A step in the dark: When Solvency II reporting becomes hit and hope

12 May 2016

I have to admit I don’t normally spend a lot of time worrying about the imagery we use in our communications – all those stock shots tend to merge into one after a while. But recently I had to put my hand up and say this photo really isn’t right.

We were finishing off a flyer about the reporting challenges facing our clients. You’ll have got some sense of my feelings on the matter from my last blog when I said that “most finance teams find themselves somewhere up a creek”. It was getting late and the designer was pressing for sign-off. But the photo the designer had chosen, which featured three steely tri-athletes about to leap into the water, conveyed none of that. Yes, reporting may be something of an endurance test, but it isn’t a race. What we settled on was a far more apt image of an anxious-looking executive (well a model dressed as an executive) staring at an hour glass. With that image in place, you wouldn’t need to read the words to know that stress is rising and time is short.

Reviewing the unreviewable

There are many reasons why people are getting anxious. A lot of the information has never been disclosed before and there isn’t a lot of time to prepare it. But as we get closer to the line, the main questions I’m getting from CFOs and their teams, and even some Non-Execs, are “how can we make sure what we’re reporting is complete and accurate” and “how will we come across when it’s so hard to review what we’re disclosing – what will it tell the regulator about us?”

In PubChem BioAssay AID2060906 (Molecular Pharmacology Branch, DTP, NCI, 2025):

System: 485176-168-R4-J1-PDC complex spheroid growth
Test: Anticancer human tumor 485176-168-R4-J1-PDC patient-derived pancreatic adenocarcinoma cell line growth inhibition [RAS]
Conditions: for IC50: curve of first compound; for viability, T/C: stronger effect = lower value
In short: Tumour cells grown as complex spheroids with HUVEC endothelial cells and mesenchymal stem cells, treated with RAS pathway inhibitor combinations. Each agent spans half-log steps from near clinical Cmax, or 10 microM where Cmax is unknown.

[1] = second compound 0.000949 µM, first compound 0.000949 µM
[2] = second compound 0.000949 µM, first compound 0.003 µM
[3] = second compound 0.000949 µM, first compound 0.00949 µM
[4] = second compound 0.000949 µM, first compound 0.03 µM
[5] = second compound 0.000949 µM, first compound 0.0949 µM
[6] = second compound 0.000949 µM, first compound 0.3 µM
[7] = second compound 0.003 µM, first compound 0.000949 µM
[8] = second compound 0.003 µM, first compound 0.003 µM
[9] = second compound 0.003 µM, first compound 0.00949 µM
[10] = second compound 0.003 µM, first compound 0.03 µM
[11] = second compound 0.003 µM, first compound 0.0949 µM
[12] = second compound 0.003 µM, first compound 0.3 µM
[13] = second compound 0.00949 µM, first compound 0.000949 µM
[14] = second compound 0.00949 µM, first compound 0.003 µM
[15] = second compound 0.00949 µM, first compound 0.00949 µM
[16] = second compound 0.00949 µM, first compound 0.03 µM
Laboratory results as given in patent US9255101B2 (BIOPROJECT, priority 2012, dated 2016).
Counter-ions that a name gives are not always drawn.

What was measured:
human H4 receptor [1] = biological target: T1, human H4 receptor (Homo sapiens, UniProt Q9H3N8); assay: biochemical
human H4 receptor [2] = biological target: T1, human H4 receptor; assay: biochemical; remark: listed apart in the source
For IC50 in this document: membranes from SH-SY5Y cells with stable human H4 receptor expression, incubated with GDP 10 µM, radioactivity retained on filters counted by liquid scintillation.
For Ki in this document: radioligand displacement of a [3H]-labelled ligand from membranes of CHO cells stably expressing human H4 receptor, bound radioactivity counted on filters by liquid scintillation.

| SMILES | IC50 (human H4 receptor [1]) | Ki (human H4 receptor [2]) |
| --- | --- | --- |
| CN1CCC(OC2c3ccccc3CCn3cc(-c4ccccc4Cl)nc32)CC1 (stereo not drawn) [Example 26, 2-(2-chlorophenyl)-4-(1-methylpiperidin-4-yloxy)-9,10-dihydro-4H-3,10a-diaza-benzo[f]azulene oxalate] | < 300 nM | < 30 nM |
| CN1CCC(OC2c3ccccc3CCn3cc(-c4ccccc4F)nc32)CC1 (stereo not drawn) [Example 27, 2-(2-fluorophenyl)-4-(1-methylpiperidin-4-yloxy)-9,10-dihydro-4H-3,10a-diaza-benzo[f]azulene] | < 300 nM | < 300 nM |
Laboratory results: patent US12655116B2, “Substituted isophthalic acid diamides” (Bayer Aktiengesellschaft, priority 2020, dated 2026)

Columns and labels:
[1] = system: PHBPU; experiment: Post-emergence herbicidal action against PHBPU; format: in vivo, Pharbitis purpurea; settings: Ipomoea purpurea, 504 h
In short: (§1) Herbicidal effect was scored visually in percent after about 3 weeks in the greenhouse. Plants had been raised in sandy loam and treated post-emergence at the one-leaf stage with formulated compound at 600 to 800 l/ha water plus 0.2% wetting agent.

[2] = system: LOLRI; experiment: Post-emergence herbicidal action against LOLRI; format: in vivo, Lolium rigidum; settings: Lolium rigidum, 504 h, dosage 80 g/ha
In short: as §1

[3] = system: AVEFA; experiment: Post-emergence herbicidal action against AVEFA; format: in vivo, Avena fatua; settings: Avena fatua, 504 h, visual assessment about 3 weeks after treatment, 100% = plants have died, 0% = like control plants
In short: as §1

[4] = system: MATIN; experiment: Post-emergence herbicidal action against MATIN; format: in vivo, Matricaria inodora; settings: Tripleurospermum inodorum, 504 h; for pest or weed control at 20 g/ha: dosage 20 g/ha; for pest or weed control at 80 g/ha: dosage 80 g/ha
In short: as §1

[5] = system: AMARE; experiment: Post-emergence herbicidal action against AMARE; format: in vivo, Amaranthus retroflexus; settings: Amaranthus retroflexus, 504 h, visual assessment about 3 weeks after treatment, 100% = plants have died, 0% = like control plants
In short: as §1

In most conventional sets of accounts, you’d be able to review each line, compare it over time and find explanations for the movement. But the XBRL format used in Solvency II is like reviewing unfathomable binary code. With all the data being put into a series of tagged templates, it’s very difficult to see what you’re disclosing to the regulator or know how they will interpret and use the information. These concerns are exacerbated by the fact that many different people and systems contribute and some of the data might not reconcile with the rest of your management information.

However you do it, it’s vital that you find a way to assess what aspects of your business and risk profile (e.g. sharp concentrations or movements in risk) might invite regulatory scrutiny and what questions the regulator is likely to ask. We’re doing our bit to help you make sense of what you’re about to send out through our new S2D2 tool, which turns all the jumbled data into a format you can easily visualise, review and validate. Any changes you want to make are then reformatted into the XBRL submission. Please contact us at [email protected] if you’d like a demonstration or want to know more.

Seeing is believing

So the moral of the story is that however pressed for time you are, it’s always good to be able to really understand what you’re disclosing and have the time and ability to change it if necessary. For those of you who are about to make this big step in the dark that is live Solvency II reporting – good luck! And if it all looks unbearably stressful, we’re here to help.

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